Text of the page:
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Summary:

Got Office? Microsoft just boosted your OneDrive cloud storage to a whopping terabyte of data. It’s a smart strategy to help keep Office more attractive than other online productivity suites that offer less free storage. At least, for now.

OneDrive across devices
photo: Microsoft

Microsoft boosted the amount of free OneDrive storage for Office subscribers by a factor of 50 on Monday. The company announced that instead of 20 GB of cloud storage, users would now have 1 terabyte — which is 1,000 GB — of space to store documents, images and other data files. The new storage allotment is for consumers who buy Office 365 Home, Office 365 Personal, or Office 365 University.

So what can you do with that much space? To put it in perspective, Microsoft said:

  • 1 TB is equivalent to approximately 50,000 trees made into paper and printed
  • 1 TB can store about 1,000 copies of the full edition of the Encyclopedia Britannica
  • 1 TB can hold around 2,000 hours of audio recorded at CD quality
  • 1 TB can remember roughly 8,000 times more data than the average human

Clearly, Microsoft is going after consumers who might be using alternative productivity software and online storage providers. The biggest target is likely Google which offers 15 GB of free storage to share between Google Drive, Gmail, and Google+ Photos; Google Apps users get 30 GB. Both are far cries from a terabyte however; that would cost $9.99 at today’s current prices, for example.

It’s a smart play by Microsoft to help fend off any consumers, even small business and schools, from moving away from Office. And it’s not likely that most people will even come close to using a full terabyte of storage, so the cost to Microsoft won’t be prohibitive.

How long before Google, and possibly others, bump up their storage limits? I don’t think it will take long. Let’s not forget that Google’s I/O event is later this week; while this is mainly a developer event, Google execs will be on stage for all the world to see. That’s the perfect time to make a pricing adjustment, particularly since Microsoft also boosted free storage for non-Office users: Everyone using OneDrive gets 15 GB for free, which is slightly more than double the prior offer of 7 GB. Starting next month, Microsoft will also lower additional storage costs to $1.99 for 100 GB — down from $7.49 — and $3.99 for 200 GB which used to cost $11.49.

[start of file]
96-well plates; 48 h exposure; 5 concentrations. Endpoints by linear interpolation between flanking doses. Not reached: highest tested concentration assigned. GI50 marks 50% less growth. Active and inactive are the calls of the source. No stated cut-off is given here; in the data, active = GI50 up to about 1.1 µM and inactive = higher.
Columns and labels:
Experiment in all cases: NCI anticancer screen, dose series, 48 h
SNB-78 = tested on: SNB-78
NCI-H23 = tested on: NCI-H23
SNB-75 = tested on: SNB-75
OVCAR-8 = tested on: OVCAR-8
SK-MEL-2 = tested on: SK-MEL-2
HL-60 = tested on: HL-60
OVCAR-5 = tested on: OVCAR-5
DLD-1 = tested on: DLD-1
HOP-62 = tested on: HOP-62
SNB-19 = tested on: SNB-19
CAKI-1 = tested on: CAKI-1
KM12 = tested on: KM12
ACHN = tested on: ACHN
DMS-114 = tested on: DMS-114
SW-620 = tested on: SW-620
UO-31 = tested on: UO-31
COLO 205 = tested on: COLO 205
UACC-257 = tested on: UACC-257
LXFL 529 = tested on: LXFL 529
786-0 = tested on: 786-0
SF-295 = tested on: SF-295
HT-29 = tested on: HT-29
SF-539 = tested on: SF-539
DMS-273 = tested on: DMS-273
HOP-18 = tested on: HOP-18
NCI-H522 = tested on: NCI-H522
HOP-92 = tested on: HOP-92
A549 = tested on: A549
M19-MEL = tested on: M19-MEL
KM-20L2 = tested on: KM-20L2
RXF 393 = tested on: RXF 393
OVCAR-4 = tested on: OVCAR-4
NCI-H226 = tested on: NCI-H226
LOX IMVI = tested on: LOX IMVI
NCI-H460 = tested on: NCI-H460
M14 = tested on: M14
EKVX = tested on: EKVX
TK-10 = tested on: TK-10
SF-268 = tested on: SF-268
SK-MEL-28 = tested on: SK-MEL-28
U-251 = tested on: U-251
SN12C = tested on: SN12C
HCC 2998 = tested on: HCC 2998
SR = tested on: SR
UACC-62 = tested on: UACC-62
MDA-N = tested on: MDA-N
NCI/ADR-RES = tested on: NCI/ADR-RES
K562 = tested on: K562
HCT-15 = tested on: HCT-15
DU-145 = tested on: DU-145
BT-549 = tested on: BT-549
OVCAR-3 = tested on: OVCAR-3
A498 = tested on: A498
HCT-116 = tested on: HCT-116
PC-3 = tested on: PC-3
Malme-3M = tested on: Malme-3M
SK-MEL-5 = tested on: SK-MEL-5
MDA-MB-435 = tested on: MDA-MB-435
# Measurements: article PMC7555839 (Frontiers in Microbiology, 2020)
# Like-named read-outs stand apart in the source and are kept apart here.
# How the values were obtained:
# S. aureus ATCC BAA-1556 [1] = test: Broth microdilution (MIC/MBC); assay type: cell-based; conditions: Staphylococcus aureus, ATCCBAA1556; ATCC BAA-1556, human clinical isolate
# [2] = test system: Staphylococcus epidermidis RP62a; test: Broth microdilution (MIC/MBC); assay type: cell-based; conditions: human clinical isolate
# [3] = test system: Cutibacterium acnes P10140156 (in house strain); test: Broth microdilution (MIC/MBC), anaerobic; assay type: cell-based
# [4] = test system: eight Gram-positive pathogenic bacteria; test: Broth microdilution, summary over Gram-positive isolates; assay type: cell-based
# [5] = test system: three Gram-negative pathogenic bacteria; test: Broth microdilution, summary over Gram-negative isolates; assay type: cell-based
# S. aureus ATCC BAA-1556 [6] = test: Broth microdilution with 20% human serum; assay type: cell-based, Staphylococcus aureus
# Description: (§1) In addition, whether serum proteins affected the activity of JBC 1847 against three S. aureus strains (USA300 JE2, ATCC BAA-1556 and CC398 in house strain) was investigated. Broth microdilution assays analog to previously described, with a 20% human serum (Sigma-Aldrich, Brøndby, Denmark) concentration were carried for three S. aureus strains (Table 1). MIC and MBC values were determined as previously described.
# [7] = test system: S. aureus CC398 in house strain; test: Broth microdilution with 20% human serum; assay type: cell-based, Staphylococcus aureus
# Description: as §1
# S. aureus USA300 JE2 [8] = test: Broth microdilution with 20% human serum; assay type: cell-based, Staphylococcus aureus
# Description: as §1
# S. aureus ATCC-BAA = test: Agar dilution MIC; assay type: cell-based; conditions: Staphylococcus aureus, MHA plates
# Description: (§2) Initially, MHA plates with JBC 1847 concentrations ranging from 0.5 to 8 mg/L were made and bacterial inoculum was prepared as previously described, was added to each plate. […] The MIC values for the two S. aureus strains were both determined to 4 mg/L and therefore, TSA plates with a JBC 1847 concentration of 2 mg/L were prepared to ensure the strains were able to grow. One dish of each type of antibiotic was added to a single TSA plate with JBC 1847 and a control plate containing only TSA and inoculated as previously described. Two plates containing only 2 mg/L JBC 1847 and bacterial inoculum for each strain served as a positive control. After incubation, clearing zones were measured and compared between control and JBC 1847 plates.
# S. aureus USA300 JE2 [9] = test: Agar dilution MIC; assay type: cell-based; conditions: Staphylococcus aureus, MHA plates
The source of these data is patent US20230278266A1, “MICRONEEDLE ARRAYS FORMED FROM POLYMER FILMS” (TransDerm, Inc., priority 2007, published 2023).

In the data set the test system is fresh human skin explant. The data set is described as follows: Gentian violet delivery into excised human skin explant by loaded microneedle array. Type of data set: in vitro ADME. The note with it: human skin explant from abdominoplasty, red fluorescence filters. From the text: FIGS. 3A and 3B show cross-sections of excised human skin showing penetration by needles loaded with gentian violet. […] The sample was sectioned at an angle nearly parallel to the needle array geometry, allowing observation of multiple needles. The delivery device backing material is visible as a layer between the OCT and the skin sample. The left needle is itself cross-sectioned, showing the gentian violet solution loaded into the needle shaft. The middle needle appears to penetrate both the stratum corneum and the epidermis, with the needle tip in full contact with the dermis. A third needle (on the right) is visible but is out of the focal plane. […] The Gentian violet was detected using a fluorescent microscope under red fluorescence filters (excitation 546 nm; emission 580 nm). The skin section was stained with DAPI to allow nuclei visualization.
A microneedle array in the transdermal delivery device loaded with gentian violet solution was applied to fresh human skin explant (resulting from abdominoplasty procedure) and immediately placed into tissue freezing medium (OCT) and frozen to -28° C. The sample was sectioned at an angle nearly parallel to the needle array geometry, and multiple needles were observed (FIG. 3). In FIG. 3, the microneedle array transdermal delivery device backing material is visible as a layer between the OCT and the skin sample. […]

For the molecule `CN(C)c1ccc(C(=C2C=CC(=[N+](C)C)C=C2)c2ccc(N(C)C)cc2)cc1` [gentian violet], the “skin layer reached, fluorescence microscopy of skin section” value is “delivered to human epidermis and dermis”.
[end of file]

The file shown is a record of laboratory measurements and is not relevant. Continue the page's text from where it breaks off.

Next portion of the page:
Personal Storage
Cloud Provider Free Pricing Tiers
Apple iCloud Drive 5GB 20GB = $0.99/month
200GB = $3.99/month
Tiers available up to 1TB
Amazon Cloud Drive 5GB 20GB = $10/year
50GB = $25/year
100GB = $50/year
200GB = $100/year
500GB = $200/year
1000GB = $500/year
Box Personal 10GB
(up to 250mb file size)
100GB = $10/month with 5GB file upload size ($120/year)
Dropbox 2GB+
(Earn more space by referring friends, completing task)
100GB = $9.99/month or $99/year
200GB = $19.99/month or $199/year
500GB = $49.99/month or $499/year
Google Drive 15GB
(includes Google Drive, Gmail, Google+ photos)
100GB = $1.99/month
1TB = $9.99/month
10TB=$99.99/month
20TB=$199.99/month
30TB=$299.99/month
Microsoft OneDrive 15GB 100GB = $1.99/month
200GB = $3.99/month
  1. Thomas Bennett Monday, June 23, 2014

    What about Mega?

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  2. You say “How long before Google, and possibly others, bump up their storage limits?” – why would they, do they need to offer more than Microsoft who have just adjusted theirs and are now almost matching google who reduced their 1tb to 9.99 recently – am I missing something, are microsoft now offering a better deal than google ???

    Dropbox on the other hand – how can they stay in business charging the same 9.99 but for only 100gb ? why didn’t you hightlight them ?

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  3. Why didn’t you highlight in your chart that OneDrive is 1TB for $7/month? That beats Googles pricing.

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